Grant Writers Tip 6
Letter of Inquiry
Most grant foundations begin the grant seeking process with a request to submit a letter of inquiry. The most common components of this letter are as follows:
Some letters may additionally request:
What happens to this letter?
In most cases, the foundation staff, in consultation with its advisory committees, review the letter of inquiry for:
In short, the letter of inquiry enables the foundation program staff to determine the relevance of the proposed project to the foundation's programs and to provide advice on whether to submit a full proposal.
In a sense, it is nearly impossible to write a highly effective letter of inquiry without engaging in significant project planning and research activities, including “word smithing”.
Initially, the applicant needs to locate foundations and then research each foundation’s program priorities. This is vital to ensure that your letter is framed in a way that supports a foundation’s priority grant areas.
With respect to your project, you will need to engage in background research to be able to describe the significance of your project. You will want to be familiar with the research already conducted in your project area.
You will also want to identify two-three issues derived from the research, which your project will address.
Throughout this entire process you will want to continually cross check your project focus and issues with the research findings and the foundation priorities. This will ensure that all three basic components – foundation priority, your project focus, research – are aligned and supportive.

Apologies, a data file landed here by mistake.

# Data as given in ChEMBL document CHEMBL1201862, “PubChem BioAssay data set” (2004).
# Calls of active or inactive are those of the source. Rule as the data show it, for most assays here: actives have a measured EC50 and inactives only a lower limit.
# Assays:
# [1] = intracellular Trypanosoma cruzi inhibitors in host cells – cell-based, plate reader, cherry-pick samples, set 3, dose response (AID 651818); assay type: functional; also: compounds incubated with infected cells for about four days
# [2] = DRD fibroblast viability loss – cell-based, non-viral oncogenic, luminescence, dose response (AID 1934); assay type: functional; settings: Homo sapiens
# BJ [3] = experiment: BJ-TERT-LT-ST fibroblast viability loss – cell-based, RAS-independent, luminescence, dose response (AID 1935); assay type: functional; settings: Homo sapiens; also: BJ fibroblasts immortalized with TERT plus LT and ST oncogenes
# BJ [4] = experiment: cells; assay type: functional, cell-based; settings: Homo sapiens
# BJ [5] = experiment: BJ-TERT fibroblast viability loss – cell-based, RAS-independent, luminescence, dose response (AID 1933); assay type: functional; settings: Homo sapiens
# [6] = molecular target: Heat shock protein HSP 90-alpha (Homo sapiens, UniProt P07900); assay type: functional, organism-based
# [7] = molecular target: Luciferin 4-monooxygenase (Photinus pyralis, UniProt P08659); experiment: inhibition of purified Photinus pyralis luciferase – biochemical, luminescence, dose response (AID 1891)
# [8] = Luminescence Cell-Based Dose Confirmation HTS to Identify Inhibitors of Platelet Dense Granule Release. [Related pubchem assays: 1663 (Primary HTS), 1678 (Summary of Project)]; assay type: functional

Your next pre-letter planning activity will be to “sell” and “market” in succinct language your organizational capacity.
You will need to plan your project carefully in order to answer two other critical questions:
While you will not need to include a detailed budget or action plan, you will have to think through all the associated costs of your project and the length of time it will require to implement and show results.
Staff and Structure
You’ll need to gather some information on the qualifications of your key project staff and required documents pertaining to your organization’s structure and tax status.
The Art of The Letter
Most foundations require that the letter not exceed two pages. The breadth of information required for this very short letter means that you must convey the information in concise language.
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